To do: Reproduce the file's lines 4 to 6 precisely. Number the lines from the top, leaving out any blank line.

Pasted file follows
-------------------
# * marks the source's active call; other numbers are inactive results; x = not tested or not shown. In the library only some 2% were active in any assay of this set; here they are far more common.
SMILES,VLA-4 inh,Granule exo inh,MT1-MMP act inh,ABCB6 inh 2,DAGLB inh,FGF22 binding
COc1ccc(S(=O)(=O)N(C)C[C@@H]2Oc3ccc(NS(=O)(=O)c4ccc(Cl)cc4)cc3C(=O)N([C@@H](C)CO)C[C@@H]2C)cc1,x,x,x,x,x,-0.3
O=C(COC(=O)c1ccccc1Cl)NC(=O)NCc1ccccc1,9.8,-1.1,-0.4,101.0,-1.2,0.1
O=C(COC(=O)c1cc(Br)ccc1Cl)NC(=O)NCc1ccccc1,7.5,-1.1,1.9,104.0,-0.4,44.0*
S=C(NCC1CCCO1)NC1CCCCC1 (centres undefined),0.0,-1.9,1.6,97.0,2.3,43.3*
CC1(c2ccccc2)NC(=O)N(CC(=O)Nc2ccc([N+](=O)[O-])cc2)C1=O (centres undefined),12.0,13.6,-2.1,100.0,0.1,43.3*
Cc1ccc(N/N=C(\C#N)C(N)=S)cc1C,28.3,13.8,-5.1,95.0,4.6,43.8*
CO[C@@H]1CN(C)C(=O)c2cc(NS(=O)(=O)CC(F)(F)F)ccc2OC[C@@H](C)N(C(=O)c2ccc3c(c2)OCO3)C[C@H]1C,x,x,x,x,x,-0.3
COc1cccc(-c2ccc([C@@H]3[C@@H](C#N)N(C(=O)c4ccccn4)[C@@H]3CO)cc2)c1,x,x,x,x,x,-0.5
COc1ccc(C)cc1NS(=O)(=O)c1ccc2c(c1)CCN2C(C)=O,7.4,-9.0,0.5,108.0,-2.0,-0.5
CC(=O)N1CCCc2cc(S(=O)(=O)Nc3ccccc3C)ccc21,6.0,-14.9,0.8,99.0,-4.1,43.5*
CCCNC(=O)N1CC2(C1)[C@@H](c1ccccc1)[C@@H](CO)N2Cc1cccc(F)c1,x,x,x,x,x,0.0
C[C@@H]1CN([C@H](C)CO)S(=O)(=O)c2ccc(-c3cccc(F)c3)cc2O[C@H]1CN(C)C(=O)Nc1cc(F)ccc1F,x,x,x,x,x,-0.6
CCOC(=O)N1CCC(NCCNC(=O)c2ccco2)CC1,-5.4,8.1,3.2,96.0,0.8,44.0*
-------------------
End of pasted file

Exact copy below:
O=C(COC(=O)c1ccccc1Cl)NC(=O)NCc1ccccc1,9.8,-1.1,-0.4,101.0,-1.2,0.1
O=C(COC(=O)c1cc(Br)ccc1Cl)NC(=O)NCc1ccccc1,7.5,-1.1,1.9,104.0,-0.4,44.0*
S=C(NCC1CCCO1)NC1CCCCC1 (centres undefined),0.0,-1.9,1.6,97.0,2.3,43.3*